Dennis Grunes

"As Gregor Samsa awoke one morning from disquieting dreams he found himself transformed in his bed into a gigantic insect."

Written in German, Czech author Franz Kafka's satirical 1912 The Metamorphosis (Die Verwandlung) weighs the sense of isolation and alienation that has overtaken a travelling salesman. Gregor's "disquieting dreams" reflect his waking life, which, except that Kafka's was at a desk, mirror Kafka's humdrum clerical work. By his dreams Gregor imagines his own death.

Valery Fokin's Prevrashchenie is mesmerizing – and painfully hilarious. Now a period piece, it's part of our dream of the modern past. During opening credits a sepia photograph of a corner of Gregor's bed appears, joined by the trace sound of lapping water, suggesting the unconscious. The film proper begins, surely, as a black-and-white dream (except for a disquieting patch of pink), where the sound has materialized as falling rain. The camera glides to reveal a train silently pulling in at the Prague station. (The muffled measured drumbeat could be the dreamer's heartbeat.) Passengers exit. "Mother, father, it's Gregor!" we hear, as the camera withdraws from a solemnly dressed man standing on the platform; Gregor imagines the greeting, for he walks alone a long way home, shielding himself from the rain with his suitcase. More and more color slips into view; by rote, Gregor leans in at the dinner table so that Mother can dab clean a corner of his mouth. That night, Gregor dreams of yet another train departure; the conductor is his indifferent father, drawing from Gregor a quizzical look.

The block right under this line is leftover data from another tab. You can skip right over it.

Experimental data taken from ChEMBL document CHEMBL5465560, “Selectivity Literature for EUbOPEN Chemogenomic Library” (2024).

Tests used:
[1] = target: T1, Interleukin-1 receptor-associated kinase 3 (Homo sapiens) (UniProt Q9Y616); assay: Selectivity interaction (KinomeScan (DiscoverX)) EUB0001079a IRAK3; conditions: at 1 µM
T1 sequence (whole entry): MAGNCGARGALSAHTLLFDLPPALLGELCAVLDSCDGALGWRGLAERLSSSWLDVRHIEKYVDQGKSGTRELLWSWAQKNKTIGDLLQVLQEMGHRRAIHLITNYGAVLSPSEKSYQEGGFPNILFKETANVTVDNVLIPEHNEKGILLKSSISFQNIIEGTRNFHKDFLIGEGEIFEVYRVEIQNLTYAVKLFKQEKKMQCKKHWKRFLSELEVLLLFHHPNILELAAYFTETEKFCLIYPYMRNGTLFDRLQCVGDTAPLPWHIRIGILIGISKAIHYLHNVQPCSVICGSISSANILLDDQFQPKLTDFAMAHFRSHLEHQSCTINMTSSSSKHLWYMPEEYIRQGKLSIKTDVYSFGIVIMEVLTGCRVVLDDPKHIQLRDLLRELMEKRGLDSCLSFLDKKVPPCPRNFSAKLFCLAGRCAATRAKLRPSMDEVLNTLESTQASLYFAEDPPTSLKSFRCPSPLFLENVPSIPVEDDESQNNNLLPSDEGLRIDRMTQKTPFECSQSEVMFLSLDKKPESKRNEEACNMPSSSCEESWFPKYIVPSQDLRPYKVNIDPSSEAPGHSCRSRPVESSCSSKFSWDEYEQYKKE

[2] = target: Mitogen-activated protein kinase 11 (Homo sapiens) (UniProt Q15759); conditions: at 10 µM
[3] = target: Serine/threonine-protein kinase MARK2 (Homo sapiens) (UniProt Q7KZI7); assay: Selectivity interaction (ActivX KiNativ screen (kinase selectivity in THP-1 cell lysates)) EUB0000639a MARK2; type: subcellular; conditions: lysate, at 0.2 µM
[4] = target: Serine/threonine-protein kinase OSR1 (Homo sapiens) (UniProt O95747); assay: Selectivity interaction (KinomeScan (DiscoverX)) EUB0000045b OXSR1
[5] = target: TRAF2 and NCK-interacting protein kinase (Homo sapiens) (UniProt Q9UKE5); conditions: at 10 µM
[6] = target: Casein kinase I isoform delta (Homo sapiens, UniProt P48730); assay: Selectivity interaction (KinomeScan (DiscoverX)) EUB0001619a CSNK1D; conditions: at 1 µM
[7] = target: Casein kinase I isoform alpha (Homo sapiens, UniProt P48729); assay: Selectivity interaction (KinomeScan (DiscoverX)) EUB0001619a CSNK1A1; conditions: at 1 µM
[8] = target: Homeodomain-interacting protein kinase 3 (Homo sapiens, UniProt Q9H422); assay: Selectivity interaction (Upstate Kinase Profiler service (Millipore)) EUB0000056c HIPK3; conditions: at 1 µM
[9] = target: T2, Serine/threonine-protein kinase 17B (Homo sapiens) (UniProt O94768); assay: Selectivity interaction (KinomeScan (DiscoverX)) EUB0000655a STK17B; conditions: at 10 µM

Next morning, Gregor cannot get off his back and out of bed – until he falls onto the floor, anxiously flexing hands and feet. Yevgeny Mironov's performance is phenomenal. Through body movements, contortions and noises, he expresses how Gregor feels – what Gregor has turned into.